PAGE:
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I'm programming a telnet admin system that request to user to input a command.

I can read it from the socket with a network stream but when I compare the string to another I can't get a match, i have tried Regex..

So here is my code:

while (!bit.Contains("\r") && !bit.Contains("\n") && !bit.Contains("."))
    bit = Encoding.ASCII.GetString(buffer);
    outputString += bit;
    stream.Read(buffer, 0, 1);

 // Read till user input ENTER

if ( outputString == "$edit" )
     // do something
share|improve this question
Have you debugged through to see what outputString contains once the user has hit Enter? – Oded Apr 28 '12 at 20:10
yes i have debuged it, if the user input "edit", in the debug. outputString have "edit", but the if statment can't compare. – Hugo Gonçalves Apr 28 '12 at 20:25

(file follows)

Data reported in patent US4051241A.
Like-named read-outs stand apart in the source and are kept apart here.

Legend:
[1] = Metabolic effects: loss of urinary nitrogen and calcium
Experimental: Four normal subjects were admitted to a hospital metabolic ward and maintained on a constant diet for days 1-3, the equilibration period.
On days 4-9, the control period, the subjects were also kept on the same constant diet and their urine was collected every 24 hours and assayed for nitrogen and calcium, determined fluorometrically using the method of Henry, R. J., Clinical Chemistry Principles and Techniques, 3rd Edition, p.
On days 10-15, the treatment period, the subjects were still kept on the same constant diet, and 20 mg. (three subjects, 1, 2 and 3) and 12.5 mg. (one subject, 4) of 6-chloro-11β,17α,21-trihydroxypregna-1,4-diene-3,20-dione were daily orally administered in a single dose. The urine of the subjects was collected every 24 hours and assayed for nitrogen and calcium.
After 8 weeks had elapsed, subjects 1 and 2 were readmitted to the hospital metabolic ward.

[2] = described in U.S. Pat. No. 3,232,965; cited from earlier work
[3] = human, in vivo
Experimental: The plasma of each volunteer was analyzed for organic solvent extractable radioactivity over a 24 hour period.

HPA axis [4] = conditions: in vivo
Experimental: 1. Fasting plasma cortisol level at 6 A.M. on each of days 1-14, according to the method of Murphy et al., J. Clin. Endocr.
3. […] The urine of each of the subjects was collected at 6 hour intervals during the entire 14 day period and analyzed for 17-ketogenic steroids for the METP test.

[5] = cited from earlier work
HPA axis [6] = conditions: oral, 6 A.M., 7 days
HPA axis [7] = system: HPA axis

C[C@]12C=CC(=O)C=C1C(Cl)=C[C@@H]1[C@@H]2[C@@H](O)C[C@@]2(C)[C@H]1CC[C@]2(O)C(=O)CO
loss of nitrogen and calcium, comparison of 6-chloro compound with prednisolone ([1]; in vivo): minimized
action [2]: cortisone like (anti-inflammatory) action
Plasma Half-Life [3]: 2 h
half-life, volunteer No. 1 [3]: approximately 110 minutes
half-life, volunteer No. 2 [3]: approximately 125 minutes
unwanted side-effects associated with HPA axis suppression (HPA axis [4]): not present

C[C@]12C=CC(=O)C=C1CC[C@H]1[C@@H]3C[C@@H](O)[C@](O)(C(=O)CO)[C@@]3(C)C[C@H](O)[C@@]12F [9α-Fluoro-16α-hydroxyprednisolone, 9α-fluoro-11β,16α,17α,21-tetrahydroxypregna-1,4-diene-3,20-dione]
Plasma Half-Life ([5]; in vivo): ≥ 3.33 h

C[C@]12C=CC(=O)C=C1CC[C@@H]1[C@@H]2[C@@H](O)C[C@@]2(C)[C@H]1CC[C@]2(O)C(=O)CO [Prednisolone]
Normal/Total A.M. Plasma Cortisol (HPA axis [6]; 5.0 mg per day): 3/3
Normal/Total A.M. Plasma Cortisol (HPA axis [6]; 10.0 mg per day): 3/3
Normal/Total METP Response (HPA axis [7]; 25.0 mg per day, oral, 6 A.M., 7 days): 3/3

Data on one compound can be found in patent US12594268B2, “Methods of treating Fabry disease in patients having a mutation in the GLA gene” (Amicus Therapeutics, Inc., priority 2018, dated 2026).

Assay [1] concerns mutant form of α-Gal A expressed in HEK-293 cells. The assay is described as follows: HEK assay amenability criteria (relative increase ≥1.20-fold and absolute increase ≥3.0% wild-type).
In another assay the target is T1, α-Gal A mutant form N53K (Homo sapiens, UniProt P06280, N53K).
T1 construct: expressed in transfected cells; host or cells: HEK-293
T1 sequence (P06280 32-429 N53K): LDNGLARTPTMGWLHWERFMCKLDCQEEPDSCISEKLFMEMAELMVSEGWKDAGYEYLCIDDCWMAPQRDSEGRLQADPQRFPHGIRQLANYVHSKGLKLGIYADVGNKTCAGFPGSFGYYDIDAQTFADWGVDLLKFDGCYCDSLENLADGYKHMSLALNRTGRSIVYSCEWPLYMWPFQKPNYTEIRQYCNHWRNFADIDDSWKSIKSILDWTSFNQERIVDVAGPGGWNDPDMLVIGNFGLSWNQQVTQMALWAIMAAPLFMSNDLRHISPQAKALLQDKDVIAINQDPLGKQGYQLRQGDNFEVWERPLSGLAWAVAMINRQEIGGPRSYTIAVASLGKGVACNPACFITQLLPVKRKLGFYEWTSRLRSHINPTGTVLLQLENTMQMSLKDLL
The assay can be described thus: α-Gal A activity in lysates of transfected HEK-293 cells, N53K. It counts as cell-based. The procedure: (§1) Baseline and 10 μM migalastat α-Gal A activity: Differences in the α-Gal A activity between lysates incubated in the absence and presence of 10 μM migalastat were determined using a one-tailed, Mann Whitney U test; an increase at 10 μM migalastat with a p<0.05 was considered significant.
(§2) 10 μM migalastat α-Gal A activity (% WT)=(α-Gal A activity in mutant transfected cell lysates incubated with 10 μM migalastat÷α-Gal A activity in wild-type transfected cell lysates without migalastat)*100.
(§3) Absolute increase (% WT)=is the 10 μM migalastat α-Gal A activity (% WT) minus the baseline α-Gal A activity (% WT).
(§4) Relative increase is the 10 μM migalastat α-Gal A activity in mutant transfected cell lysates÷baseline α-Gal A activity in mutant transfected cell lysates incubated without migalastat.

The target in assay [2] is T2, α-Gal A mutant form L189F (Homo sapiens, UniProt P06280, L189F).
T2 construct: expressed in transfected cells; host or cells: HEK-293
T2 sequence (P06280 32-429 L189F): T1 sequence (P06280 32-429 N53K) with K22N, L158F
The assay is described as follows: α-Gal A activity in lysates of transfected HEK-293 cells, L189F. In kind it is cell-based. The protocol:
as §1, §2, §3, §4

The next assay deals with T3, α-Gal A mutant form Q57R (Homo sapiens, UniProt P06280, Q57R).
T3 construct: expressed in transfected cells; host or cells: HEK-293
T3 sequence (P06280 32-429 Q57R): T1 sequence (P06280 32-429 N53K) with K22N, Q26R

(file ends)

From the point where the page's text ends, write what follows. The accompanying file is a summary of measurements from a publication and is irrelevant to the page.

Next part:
Well, "edit" != "$edit". They are different strings. – Oded Apr 28 '12 at 20:25
Nice response. You provide an example that is at odds with your code and when this is pointed out all you can think of responding with is profanity and insults. This is not acceptable behaviour on Stack Overflow. I suggest you calm down, grow up and start treating the people you are asking for help from with a modicum of respect and civility. I, for one, will not bother with trying to help you any more. – Oded Apr 29 '12 at 8:01
up vote 0 down vote accepted

It's obvious that you must move first line of the loop:

// init bit variable here
while (!bit.Contains("\r") && !bit.Contains("\n") && !bit.Contains("."))
    outputString += bit;
    stream.Read(buffer, 0, 1);

    bit = Encoding.ASCII.GetString(buffer);
share|improve this answer
i didn't understand what you mean but that code doesn't work for me. – Hugo Gonçalves Apr 28 '12 at 20:23
Tell me how you initialized bit variable? For example if you have declared char bit = 0; before the loop, it's the source of your problem. – mrtofigh Apr 28 '12 at 20:35
byte[] buffer = new byte[1]; – Hugo Gonçalves Apr 28 '12 at 23:40
string bit = string.Empty; – Hugo Gonçalves Apr 28 '12 at 23:40

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